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Searching for an exact / closest match.


The last argument (part of formula) of the VLOOKUP function allows you to specify if you wish to search for an exact, or the closest match. Often a match can be found to your data by specifying that you want to find the closest match.


This can be especially useful if, for example, you want to return a reference to a value within given tolerance levels.


It should be used with care however, and you may only want to look for the exact match. Looking for the closest match is the default, and therefore by leaving this last part of the formula out, you may be returning an incorrect value.


If you have specified that you want to find the closest match, then the data you’re looking into must be sorted in Ascending order. Excel will run through each row in the data you’re looking into and test to see if the value is greater than or equal to the value you’re looking up. If the value is greater than the value you’re looking up, then it returns the previous value. If the values are equal it returns the value it has found.  Once a match has been found. Excel stops running through the lookup procedure.

For text values, returning the closest match only works if the first letter can be found in the specified range, processing each row in turn. If Excel finds text in the next cell it’s searching through, which is greater than the first letter of the text being searched for it will look at the next cell, and then fail the VLOOKUP if it doesn’t begin with the same first letter.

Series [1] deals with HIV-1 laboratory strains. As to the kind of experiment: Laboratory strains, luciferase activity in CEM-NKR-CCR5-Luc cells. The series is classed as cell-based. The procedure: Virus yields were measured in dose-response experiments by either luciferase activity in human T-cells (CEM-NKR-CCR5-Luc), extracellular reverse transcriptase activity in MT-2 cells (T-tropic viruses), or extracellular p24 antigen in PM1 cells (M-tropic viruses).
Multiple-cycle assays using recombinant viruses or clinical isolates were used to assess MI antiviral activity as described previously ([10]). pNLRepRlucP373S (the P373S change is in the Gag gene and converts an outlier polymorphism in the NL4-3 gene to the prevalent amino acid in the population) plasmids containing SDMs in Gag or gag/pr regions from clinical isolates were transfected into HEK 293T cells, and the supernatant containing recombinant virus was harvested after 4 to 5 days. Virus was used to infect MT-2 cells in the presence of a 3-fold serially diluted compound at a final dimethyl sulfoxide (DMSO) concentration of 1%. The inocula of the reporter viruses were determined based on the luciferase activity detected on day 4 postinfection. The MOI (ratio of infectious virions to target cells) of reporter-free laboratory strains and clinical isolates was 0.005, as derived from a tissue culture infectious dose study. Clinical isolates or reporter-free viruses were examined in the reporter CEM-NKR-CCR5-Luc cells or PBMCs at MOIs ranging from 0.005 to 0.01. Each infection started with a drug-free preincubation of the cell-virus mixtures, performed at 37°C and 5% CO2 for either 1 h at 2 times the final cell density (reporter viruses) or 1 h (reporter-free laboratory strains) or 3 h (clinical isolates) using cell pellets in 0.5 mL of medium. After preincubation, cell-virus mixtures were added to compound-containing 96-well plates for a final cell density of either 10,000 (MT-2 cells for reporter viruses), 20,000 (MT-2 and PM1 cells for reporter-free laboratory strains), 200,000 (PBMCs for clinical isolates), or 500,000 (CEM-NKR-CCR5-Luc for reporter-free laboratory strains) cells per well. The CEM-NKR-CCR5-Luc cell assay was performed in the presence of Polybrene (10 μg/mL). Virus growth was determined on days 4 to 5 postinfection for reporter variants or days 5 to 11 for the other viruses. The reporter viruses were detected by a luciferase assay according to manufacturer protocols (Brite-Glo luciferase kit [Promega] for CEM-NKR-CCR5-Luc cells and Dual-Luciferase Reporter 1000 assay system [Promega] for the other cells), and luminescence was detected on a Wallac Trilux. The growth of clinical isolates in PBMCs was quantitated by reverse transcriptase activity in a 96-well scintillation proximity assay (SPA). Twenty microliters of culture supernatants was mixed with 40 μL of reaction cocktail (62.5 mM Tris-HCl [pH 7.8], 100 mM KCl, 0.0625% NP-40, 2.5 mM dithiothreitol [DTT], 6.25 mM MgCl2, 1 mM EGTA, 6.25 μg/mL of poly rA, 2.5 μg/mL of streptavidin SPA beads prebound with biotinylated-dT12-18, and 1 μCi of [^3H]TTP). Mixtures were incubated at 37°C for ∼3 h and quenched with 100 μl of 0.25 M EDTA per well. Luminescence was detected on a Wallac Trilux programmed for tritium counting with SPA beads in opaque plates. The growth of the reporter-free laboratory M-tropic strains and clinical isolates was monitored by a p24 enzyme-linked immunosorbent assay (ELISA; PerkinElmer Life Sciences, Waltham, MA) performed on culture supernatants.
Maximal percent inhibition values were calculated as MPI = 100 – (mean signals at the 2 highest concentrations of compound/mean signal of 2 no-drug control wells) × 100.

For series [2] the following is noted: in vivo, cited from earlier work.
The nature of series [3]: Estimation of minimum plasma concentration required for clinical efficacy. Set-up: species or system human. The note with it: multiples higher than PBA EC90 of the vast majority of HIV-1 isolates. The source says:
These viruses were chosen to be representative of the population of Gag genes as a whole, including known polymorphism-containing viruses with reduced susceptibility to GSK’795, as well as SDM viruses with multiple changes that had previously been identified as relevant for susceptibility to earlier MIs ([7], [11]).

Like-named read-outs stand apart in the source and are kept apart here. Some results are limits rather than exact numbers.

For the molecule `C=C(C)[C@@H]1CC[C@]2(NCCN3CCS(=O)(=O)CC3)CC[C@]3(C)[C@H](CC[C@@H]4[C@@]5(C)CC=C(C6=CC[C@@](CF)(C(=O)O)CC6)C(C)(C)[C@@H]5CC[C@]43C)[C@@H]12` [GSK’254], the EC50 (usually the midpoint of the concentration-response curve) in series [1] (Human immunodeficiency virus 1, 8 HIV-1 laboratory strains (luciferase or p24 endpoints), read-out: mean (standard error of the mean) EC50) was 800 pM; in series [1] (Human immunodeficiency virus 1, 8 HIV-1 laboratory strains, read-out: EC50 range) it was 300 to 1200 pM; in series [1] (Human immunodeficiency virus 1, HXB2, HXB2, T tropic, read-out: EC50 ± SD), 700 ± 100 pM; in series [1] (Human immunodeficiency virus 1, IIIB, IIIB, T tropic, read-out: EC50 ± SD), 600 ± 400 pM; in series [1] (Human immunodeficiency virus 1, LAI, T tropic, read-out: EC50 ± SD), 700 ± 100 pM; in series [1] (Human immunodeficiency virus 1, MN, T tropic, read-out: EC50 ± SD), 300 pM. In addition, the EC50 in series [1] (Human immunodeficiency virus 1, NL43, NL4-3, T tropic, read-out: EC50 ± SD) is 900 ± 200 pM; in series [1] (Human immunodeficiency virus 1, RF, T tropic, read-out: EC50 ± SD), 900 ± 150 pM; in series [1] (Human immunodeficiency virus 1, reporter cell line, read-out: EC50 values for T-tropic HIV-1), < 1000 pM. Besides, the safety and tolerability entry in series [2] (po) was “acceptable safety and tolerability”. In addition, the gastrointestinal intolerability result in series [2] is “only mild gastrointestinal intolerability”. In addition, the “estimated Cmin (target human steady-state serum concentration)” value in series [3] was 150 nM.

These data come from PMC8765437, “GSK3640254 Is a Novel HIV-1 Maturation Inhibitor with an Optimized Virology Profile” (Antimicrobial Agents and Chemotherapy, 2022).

Because of the way Excel searches for the closest match, and expects the data to be sorted in Ascending order, then specifying you want the closest match, but looking within a data table which is NOT sorted, can result in a file on the VLOOKUP even though an exact match exists. This is made worse by the fact that the closest match is the default. An example of this is shown below ;


Suppose we have a data table we want to look into as follows ;













If we specify a VLOOKUP of ;




Then this will fail, even though “Friday” exists in the data table. Note that the last part of the VLOOKUP formula is missing. Excel applies the default of closest match. It starts to search through the days of week in the left most column of the lookup array. It sees that “M” is higher than “F”, but looks in the next cell “Tuesday”, and sees that this doesn’t match either. It therefore fails the VLOOKUP.

If we had been searching for “Thursday” then VLOOKUP would find it, because it uses the look one array rule.


If we sort the data table in ascending order, the VLOOKUP works. Alternatively, specifying that we want an exact match would also work.


The VLOOKUP Assistant will check to see if you have specified an exact, or the closest match, and will inform you of such. It will warn you if you have omitted the argument, and tell you what the default is, and if it sees that the exact match exists using the COUNTIF function, warn you that your data table may not be sorted.